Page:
- Kalman Filter Matlab Script
Appendix B: Schematics
Appendix C: Cost Details
|Item||Cost per Unit||Quantity||Total Cost|
|Custom PC Board||$5||1||$5|
|9 Volt Battery||$2.89||1||$2.89|
|Freescale 9 Volt Battery Voltage Regulator Board||Free (Sample)||1||Free|
|Maxim MAX233CPP + Connector||$8||1||$8|
|Kobitone Ultrasonic Transducers||$4.79||6||$28.74|
|National LM311||Free (lab)||1||Free|
|Various Circuit Components (resistors, capacitors, etc)||Free (lab)||Many||Free|
*Note: The $50 project budget has been waived by Prof. Land because our project will be put to actual use by the CU Snake Arm team.
Appendix D: Tasks
- Top-level HW/SW design: Both
- Researching parts: Both
- Ordering parts: Tim Roberts (CU Snake Arm team lead, a.k.a. the guy with the Cornell purchasing card)
- Designing the schematics: Both
- Writing the original code: Mitch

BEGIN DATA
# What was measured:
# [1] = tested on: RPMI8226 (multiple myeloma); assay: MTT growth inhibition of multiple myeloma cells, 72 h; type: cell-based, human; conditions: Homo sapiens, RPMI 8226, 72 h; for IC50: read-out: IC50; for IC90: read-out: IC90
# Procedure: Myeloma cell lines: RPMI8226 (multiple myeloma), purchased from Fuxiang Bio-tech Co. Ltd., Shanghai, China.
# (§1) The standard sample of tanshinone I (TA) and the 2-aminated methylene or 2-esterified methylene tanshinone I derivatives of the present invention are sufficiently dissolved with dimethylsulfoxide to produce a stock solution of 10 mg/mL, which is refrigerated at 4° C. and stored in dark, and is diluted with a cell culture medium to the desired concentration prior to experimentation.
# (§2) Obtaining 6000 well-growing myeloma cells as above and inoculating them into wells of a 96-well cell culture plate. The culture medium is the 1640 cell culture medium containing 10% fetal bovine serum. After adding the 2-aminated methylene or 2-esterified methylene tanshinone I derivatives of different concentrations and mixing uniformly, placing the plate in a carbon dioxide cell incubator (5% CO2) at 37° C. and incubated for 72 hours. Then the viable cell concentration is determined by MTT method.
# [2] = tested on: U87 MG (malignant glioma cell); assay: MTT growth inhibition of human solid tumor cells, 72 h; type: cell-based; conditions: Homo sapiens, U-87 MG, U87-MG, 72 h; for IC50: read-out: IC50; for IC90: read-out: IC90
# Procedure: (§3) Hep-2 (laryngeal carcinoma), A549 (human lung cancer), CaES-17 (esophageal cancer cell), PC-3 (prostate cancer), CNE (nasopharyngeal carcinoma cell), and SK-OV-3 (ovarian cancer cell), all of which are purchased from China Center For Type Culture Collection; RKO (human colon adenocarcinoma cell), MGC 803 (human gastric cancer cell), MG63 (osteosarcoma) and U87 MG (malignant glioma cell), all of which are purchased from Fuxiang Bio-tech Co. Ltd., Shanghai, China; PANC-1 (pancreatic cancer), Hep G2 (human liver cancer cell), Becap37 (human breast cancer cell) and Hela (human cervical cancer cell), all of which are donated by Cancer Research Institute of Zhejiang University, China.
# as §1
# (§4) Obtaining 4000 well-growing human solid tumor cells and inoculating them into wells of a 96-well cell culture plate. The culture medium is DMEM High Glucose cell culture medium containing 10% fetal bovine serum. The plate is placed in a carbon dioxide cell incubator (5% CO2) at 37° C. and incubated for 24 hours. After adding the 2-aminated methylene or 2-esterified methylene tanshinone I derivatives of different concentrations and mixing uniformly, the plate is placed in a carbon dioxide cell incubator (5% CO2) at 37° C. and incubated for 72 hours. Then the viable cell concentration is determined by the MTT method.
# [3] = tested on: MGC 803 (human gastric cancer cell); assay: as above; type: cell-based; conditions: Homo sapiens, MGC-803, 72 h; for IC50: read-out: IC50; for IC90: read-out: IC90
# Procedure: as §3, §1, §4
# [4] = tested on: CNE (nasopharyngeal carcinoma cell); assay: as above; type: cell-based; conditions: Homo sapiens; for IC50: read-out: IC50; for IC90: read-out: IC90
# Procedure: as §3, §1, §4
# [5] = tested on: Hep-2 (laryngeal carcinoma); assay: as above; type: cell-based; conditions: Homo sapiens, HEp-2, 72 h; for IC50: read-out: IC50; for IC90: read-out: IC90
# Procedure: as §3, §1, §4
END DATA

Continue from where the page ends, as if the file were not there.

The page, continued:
- Endlessly debugging the code: Both
- Soldering the protoboards: John
- Assembling the breadboards: Both
- Endlessly debugging the hardware: Both
- Writing the report: Both
- Designing the website: Mitch
Appendix E: References
- 255-400SR12/255400ST12 - 40khz Ultrasonic Transducers
- LM6172 - Op Amps
- LM567C - Tone Decoder
- LM311 - Comparator
- MAX4544 - Analog Switch
- MAX233 - RS232 Driver
Code/designs borrowed from others
- Kam Leang Robotics - Used their Tone Detection circuit
- Texas Instruments - We used a single power supply high pass non inverting amplifier design from this paper.
- Bruce Land's protoboard design
- ECE476 Serial Communications Page - We used this as a base for our serial code.
- Tim Hawkins - We used his Matlab Kalman filtering code to analyze our data.
Appendix F: Pictures
Appendix G: Acknowledgements
We would like to thank Bruce Land, all the ECE 476 TAs (especially Richard West for making us take a break on one particularly stressful Friday afternoon), Tim Roberts, Justin Wick, Kevin Chiou, TJ Womack, Mountain Dew, and Collegetown Pizza.